Effort is expected to reduce costs for Medicare beneficiaries by $21.3 billion over 10 years 

U.S. SENATE – After a bipartisan effort, U.S. Senator Jon Tester announced that he has successfully pushed the Biden Administration to lower prescription drug costs for Montana seniors by closing a Center for Medicare and Medicaid Services (CMS) loophole that allowed Pharmacy Benefit Managers (PBMs) to retroactively charge excessive fees. This will benefit patients by lowering out-of-pocket costs and help rural pharmacies stay in business by increasing predictability and transparency. 

“Folks across Montana have seen the price of prescription drugs skyrocket over the past several decades, and bureaucrats in Washington have failed to take action,” said Tester. “Pharmacy Benefit Managers (PBMs) have been preying on our pharmacies and Medicare patients for years, but after working with this Administration and my colleagues across the aisle, we’ve finally succeeded in holding PBMs accountable. With the support of Montana’s patients and providers alike, this new rule will put a stop to predatory practices in the pharmaceutical industry and save billions of dollars in out of pocket costs.”

Under Medicare Part D, pharmacy middlemen known as Pharmacy Benefit Managers (PBMs) required additional payments from pharmacies after the drug is sold to the patient that changes the final cost of the drug. These are called DIR fees. In recent years, these middlemen have increasingly returned to pharmacies days or even months after the final sale to demand more in DIR fees. From 2010 to 2020, CMS documented a 107,400 percent increase in DIR fees paid by pharmacies.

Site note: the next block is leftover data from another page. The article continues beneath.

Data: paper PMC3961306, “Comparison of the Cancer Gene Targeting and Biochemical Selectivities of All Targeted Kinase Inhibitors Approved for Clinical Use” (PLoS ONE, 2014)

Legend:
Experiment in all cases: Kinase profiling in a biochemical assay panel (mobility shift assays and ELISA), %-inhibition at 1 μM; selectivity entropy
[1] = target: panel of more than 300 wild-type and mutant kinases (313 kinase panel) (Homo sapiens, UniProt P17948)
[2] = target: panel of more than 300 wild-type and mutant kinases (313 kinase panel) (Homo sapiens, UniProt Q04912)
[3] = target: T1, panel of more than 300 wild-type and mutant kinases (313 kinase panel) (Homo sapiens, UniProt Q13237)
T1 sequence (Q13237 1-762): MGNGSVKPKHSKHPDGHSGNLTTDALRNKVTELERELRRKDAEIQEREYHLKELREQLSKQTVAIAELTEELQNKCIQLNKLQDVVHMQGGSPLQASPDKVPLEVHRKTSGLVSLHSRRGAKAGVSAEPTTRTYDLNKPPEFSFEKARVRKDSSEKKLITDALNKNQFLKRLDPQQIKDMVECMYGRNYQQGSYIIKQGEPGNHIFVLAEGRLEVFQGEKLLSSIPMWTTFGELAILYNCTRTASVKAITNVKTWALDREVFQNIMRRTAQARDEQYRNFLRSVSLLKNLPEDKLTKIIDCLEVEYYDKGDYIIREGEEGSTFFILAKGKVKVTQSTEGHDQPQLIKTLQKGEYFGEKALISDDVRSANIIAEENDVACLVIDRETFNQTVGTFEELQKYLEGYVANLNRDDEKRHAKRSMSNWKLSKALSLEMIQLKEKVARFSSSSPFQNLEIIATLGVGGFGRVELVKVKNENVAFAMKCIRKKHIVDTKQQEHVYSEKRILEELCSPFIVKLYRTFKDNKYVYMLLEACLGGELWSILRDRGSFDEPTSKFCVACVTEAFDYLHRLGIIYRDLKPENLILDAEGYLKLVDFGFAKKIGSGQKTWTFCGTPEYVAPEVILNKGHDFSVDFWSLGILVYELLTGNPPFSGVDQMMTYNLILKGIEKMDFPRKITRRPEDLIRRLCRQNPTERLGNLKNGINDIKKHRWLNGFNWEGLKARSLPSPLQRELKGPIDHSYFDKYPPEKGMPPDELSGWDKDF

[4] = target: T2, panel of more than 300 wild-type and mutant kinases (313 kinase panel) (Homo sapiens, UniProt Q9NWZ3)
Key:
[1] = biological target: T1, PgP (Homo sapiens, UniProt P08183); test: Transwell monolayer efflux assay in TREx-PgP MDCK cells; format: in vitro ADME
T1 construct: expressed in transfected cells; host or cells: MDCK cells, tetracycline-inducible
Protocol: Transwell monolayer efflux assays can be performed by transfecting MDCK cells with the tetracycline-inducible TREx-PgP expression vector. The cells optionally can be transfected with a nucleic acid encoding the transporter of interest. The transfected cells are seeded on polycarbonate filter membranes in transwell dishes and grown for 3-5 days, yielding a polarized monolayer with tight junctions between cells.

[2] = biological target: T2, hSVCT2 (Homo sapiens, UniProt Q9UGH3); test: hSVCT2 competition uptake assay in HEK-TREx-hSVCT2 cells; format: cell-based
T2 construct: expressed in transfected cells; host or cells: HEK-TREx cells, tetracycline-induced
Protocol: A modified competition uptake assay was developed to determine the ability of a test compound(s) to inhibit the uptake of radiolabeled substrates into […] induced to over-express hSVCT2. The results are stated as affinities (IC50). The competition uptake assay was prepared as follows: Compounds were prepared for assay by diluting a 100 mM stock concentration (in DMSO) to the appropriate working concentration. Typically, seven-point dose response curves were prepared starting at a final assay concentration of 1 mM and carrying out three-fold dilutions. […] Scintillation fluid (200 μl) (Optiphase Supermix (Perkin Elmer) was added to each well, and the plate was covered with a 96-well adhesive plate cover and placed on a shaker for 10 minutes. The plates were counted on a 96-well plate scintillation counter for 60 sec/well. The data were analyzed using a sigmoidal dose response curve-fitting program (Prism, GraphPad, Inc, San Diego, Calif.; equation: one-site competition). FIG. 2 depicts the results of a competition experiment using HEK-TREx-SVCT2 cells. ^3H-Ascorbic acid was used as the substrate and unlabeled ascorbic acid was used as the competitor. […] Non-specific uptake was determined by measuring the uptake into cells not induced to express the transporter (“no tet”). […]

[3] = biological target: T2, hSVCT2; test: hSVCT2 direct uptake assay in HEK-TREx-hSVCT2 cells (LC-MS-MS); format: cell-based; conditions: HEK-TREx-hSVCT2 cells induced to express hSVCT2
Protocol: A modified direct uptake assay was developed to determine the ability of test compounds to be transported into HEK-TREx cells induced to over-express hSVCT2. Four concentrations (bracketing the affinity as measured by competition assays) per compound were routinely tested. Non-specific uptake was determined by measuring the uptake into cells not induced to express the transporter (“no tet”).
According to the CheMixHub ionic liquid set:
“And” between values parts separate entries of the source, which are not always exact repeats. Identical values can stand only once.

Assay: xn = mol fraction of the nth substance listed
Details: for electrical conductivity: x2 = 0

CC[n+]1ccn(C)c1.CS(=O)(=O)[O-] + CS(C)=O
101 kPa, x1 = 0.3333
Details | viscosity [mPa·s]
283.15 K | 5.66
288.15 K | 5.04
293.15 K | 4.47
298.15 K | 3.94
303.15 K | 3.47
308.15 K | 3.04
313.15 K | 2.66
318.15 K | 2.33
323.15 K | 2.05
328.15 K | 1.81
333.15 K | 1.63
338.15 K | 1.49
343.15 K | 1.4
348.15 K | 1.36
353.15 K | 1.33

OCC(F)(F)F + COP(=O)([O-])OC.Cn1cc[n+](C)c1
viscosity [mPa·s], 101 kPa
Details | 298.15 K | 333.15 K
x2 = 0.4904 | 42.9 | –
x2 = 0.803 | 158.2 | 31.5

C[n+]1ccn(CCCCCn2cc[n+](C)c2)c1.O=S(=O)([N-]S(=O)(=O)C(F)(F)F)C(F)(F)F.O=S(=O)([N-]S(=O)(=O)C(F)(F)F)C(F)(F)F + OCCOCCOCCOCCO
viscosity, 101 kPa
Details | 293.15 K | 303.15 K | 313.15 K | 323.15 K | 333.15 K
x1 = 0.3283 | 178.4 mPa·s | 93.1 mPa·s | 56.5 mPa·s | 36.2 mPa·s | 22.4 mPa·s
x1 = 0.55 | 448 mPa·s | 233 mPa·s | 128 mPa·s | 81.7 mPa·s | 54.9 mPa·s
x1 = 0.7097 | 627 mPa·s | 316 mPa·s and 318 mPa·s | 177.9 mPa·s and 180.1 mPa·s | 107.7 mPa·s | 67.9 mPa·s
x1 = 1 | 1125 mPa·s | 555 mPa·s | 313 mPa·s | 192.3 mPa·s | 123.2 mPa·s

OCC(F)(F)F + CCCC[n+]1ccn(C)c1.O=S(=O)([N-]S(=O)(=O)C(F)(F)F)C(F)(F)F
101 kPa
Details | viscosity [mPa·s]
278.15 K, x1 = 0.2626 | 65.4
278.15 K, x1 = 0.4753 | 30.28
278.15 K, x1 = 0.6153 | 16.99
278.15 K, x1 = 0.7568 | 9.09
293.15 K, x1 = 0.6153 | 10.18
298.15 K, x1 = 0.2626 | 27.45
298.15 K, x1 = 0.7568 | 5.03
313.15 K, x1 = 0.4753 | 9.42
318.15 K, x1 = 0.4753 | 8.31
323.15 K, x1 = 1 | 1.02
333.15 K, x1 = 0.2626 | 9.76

Following Tester’s bipartisan push, starting in the fall of 2021, CMS announced last week they would be finalizing a rule to stop all retroactive direct and indirect remuneration (DIR) fees. CMS’ finalized rule would improve price transparency and competition in the Medicare Part D program, thereby reducing out-of-pocket costs for Montanans. The rule would require Part D plans and their PBMs to apply all discounts they receive at the point of sale so that those paying for drugs at the pharmacy counter can benefit from those discounts. This policy is estimated to reduce prescription drug costs for Part D beneficiaries by $21.3 billion over the next 10 years.

Tester pushed hard for CMS to take administrative action after introducing bipartisan legislation last year to combat the high cost of prescription drug prices and the predatory practices of PBM). Tester’s legislation, the Pharmacy DIR Reform to Reduce Senior Drug Costs Act, would ensure that all DIR fees are made clear at the point of sale, eliminating the retroactive nature of DIR clawback fees.

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